When former White House Press Secretary Sean Spicer made a self-mocking cameo appearance at the Emmy Awards last Sunday, I, like much of the audience, was surprised and delighted. I thought, “It’s so cool that Spicer’s able to laugh at himself, and we can laugh with him!”
Then I began reading reactions on social media and commentary from journalists on both sides of the political aisle. On Monday, retired CBS anchor Dan Rather wrote, “It is not funny that the American people were lied to. It is not funny that the press was attacked for doing its job. It is not funny that the norms of our democracy have been trampled.” Frank Bruni authored an angry column for The New York Times titled “The Shameful Embrace of Sean Spicer at the Emmys.” And Trump supporter Mark Dice, a YouTuber and self-described “media analyst exposing fake news,” labeled the former White House spokesman a “traitor” who “sold out.”
Spicer has made several public appearances recently, notably on Jimmy Kimmel’s late night show. Following a clip of him telling the press that he’d never knowingly say something that wasn’t factual, Spicer explained, “Sometimes we can disagree with the facts.” Kimmel asked, “Can we, though, disagree with the facts?” Spicer rationalized, “It’s my job to speak on (Trump’s) behalf. So if you’re not speaking in the way that he wants, obviously he wanted to make sure he corrected that.”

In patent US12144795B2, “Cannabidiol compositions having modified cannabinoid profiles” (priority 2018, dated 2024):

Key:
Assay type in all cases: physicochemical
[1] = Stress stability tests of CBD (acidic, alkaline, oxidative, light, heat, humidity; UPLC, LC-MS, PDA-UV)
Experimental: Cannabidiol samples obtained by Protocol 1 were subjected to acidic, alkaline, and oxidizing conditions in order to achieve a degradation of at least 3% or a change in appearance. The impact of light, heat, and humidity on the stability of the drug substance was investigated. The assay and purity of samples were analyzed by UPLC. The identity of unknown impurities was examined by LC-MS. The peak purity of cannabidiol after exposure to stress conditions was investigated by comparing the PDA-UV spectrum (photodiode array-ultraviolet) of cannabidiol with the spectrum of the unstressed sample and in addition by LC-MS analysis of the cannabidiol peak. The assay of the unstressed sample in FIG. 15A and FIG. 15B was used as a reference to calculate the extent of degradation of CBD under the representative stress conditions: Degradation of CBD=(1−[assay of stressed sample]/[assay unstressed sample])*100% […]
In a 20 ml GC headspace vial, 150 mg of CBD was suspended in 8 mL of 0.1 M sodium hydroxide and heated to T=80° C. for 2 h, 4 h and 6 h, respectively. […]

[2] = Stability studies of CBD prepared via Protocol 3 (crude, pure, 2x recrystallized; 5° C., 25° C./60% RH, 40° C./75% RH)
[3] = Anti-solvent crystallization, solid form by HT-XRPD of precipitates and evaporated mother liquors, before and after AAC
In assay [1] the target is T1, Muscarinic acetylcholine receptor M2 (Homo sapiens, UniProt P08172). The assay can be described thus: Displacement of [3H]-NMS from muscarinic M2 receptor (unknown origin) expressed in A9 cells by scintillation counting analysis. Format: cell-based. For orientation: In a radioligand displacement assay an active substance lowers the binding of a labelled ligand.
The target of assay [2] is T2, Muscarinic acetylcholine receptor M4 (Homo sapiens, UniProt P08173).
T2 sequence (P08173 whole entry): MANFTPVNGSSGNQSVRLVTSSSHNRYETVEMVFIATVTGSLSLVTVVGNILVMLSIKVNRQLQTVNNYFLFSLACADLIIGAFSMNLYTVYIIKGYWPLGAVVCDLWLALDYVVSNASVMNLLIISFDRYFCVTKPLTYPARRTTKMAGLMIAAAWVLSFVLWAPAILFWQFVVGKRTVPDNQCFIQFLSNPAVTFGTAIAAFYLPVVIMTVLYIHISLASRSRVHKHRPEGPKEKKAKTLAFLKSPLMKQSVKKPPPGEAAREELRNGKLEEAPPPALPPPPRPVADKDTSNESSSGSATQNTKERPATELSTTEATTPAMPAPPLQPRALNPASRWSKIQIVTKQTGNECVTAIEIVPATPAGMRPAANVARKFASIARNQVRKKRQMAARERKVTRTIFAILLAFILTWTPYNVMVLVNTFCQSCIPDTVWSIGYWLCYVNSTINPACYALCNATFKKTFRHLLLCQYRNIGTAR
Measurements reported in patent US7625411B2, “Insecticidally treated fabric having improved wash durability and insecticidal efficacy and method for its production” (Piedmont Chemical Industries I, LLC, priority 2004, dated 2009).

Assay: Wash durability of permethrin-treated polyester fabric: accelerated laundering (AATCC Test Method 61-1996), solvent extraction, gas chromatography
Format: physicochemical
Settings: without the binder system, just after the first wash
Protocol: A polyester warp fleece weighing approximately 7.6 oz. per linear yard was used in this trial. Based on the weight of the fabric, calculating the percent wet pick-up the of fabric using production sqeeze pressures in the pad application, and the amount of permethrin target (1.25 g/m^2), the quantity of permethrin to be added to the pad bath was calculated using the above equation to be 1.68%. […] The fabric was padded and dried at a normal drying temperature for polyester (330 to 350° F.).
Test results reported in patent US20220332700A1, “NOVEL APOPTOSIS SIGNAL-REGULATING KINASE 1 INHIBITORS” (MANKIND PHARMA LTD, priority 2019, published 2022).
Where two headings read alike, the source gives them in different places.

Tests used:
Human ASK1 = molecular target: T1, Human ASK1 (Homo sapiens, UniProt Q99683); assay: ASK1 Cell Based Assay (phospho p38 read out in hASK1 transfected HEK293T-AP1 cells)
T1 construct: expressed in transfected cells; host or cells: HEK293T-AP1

Last week I wrote about ethics, listing the Public Relations Society of America’s six core values. Among them was advocacy: “Serve the public interest by acting as responsible advocates for those we represent.” Then there’s honesty: “Adhere to the highest standards of accuracy and truth in advancing the interests of those we represent and in communicating with the public.” Also included is independence: “We are accountable for our actions.” Indeed.
In retrospect, Sean Spicer’s legacy is that he failed PRSA’s ethics test and hurt the reputation of our profession. Maybe if he apologizes for disparaging the press and feeding us alternative truths — it might then become OK to laugh with him. Your thoughts?